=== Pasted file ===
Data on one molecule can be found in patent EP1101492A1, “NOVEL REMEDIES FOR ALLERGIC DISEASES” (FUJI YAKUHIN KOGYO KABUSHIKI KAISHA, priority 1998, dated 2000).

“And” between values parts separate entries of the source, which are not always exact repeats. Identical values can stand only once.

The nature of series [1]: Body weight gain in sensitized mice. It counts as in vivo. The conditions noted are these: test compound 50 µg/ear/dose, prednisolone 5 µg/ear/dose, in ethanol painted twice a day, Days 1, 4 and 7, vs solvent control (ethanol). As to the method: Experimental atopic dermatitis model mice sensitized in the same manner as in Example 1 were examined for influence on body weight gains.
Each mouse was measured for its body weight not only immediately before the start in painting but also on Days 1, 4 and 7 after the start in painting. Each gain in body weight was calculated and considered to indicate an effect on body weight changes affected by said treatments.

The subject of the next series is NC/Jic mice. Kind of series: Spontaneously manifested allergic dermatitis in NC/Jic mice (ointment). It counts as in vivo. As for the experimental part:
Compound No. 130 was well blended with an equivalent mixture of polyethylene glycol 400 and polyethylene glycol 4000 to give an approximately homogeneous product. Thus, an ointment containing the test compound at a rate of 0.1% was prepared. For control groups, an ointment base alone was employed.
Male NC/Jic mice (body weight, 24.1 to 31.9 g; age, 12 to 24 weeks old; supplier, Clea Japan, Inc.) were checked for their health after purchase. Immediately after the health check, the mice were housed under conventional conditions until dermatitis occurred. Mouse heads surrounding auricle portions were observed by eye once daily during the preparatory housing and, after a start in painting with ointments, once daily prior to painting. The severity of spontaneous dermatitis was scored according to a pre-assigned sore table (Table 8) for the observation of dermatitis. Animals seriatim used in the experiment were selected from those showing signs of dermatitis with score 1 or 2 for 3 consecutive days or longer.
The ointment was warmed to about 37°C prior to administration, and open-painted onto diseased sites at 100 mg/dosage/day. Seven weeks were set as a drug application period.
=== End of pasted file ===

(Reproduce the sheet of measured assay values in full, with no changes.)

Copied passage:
Data on one molecule can be found in patent EP1101492A1, “NOVEL REMEDIES FOR ALLERGIC DISEASES” (FUJI YAKUHIN KOGYO KABUSHIKI KAISHA, priority 1998, dated 2000).

“And” between values parts separate entries of the source, which are not always exact repeats. Identical values can stand only once.

The nature of series [1]: Body weight gain in sensitized mice. It counts as in vivo. The conditions noted are these: test compound 50 µg/ear/dose, prednisolone 5 µg/ear/dose, in ethanol painted twice a day, Days 1, 4 and 7, vs solvent control (ethanol). As to the method: Experimental atopic dermatitis model mice sensitized in the same manner as in Example 1 were examined for influence on body weight gains.
Each mouse was measured for its body weight not only immediately before the start in painting but also on Days 1, 4 and 7 after the start in painting. Each gain in body weight was calculated and considered to indicate an effect on body weight changes affected by said treatments.

The subject of the next series is NC/Jic mice. Kind of series: Spontaneously manifested allergic dermatitis in NC/Jic mice (ointment). It counts as in vivo. As for the experimental part:
Compound No. 130 was well blended with an equivalent mixture of polyethylene glycol 400 and polyethylene glycol 4000 to give an approximately homogeneous product. Thus, an ointment containing the test compound at a rate of 0.1% was prepared. For control groups, an ointment base alone was employed.
Male NC/Jic mice (body weight, 24.1 to 31.9 g; age, 12 to 24 weeks old; supplier, Clea Japan, Inc.) were checked for their health after purchase. Immediately after the health check, the mice were housed under conventional conditions until dermatitis occurred. Mouse heads surrounding auricle portions were observed by eye once daily during the preparatory housing and, after a start in painting with ointments, once daily prior to painting. The severity of spontaneous dermatitis was scored according to a pre-assigned sore table (Table 8) for the observation of dermatitis. Animals seriatim used in the experiment were selected from those showing signs of dermatitis with score 1 or 2 for 3 consecutive days or longer.
The ointment was warmed to about 37°C prior to administration, and open-painted onto diseased sites at 100 mg/dosage/day. Seven weeks were set as a drug application period.